Moving on up - what are the options?

You’ve reached a senior legal position in your career, so may be considering your next move. Do you want another legal role or are you considering something else?

This article looks at some of the more obvious alternative roles and what you may need to do to secure them. 

There’s no need to feel that your successful legal career to date restricts you to pursuing legal-only roles in the future. You may have ambitions to move into a C-suite role but be unsure of what skills you'll need to be a credible candidate.

Where next for the accomplished senior in-house lawyer? 

As a lawyer with good business experience you may aspire to the role of Head of Legal or General Counsel. Or, if you've reached this level, you may consider a similar role in a different organisation, perhaps in a different sector. 

Alternatively, you may be attracted to a non-legal position where you can utilise your skills and experience in a different type of role. If so, you have a wide range of options. Let’s look at some of these, along with any new or complementary skills you may need to acquire. 

Chief Risk Officer and Chief Compliance Officer 

Particularly in heavily regulated industries such as financial services and pharmaceuticals, the separate roles of Chief Risk Officer (CRO) and Chief Compliance Officer (CCO) are increasingly commonplace.

There are some overlaps with the legal function as Legal will also be concerned with risk and compliance. However, CROs and CCOs focus on specific operational responsibilities relating to risk management and compliance and in meeting the organisation’s regulatory responsibilities. 

With the CRO role increasingly a C-suite, executive management appointment, it could be an appealing alternative to a mainstream legal role. The CRO is often responsible for managing overall risk across the organisation in the same way that, for example, the CFO manages financial issues and the General Counsel legal matters.

This means you’d work to establish excellent risk management standards and procedures that, as a minimum, meet regulatory criteria. You’d also work closely with other senior managers to educate others in the organisation about risk management processes and procedures. 

A key responsibility for a CRO is to identify and manage risk by developing an organisation-wide approach that prevents issues falling between the gaps. You’ll be expected to produce excellent risk data to enable the board and senior management to make informed decisions. 

Another recent innovation, the CCO role is well established as a senior executive position in most organisations in highly regulated sectors. CCOs coordinate compliance across organisations - and not just by managing compliance systems. In larger organisations, such as banks, the CCO will head a team of compliance professionals. 

According to Russell Reynolds Associates’ 2016 report, "How the Chief Compliance Officer role is transforming across Financial Services", many CCOs in financial services have been recruited from law firms and regulators.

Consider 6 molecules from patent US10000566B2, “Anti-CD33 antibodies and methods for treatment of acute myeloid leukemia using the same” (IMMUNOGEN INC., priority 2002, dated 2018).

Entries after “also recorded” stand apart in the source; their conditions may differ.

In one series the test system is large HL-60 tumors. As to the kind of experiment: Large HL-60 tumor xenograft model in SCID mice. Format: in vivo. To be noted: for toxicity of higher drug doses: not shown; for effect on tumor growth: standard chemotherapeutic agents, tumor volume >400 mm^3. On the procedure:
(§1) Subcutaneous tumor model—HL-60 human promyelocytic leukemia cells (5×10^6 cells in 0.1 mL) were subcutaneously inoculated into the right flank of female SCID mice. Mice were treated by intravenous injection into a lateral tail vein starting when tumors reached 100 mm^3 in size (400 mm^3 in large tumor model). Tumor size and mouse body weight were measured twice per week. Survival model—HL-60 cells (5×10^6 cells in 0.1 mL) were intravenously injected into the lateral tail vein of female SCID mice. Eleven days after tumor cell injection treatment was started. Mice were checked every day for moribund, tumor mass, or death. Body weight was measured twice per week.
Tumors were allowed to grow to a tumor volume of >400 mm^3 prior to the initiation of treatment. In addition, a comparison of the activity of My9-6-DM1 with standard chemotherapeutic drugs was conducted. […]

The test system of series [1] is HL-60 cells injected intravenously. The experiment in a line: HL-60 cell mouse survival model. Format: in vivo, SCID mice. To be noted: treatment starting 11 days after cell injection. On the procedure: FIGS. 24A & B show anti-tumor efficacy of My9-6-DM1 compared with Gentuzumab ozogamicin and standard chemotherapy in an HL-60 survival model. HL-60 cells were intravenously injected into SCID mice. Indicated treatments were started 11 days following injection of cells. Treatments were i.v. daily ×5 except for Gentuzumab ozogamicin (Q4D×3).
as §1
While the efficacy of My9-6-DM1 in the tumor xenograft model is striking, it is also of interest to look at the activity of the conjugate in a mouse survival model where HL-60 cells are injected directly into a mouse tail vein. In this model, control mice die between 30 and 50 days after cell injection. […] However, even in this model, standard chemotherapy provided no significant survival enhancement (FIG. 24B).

The CCO role is becoming increasingly specialised and is very much a senior business partner role. So as an in-house lawyer with broad, well developed business skills and an understanding of risk and compliance in a business context, you could be an excellent candidate for the role. 

Company Secretary 

Although only required by law in public limited companies (PLCs), many other companies choose to appoint a Company Secretary (CS).

In PLCs and larger organisations, the role is increasingly specialised and extends far beyond board administration. The role is sometimes combined with that of the General Counsel but is more often a separate, executive role. In larger organisations, the CS will head a team of secretaries and administrators servicing multiple boards and committees.

The CS plays an important role in managing the relationship between the executive management and the Chair and non-executive directors. This means the CS must win the respect of the board and have excellent interpersonal skills. 

The CS is at the heart of an organisation’s governance and works closely with the CEO and the board, particularly the Chair, in relation to the structure and administration of board business. 

They will also, of course, be closely involved in keeping the organisation compliant with its responsibilities under company law. The CS may also be involved in board training and evaluation processes as well as the recruitment of new board members. 

The CS role could be attractive if you wish to devote more time to governance and work closely with the CEO, executive management and the board. 

And, because there are several areas of overlap between the roles of the CS and in-house lawyer, you may be eligible to for exemptions if you choose to qualify as a CS through ICSA (The Institute of Chartered Secretaries and Administrators). 

Chief Operating Officer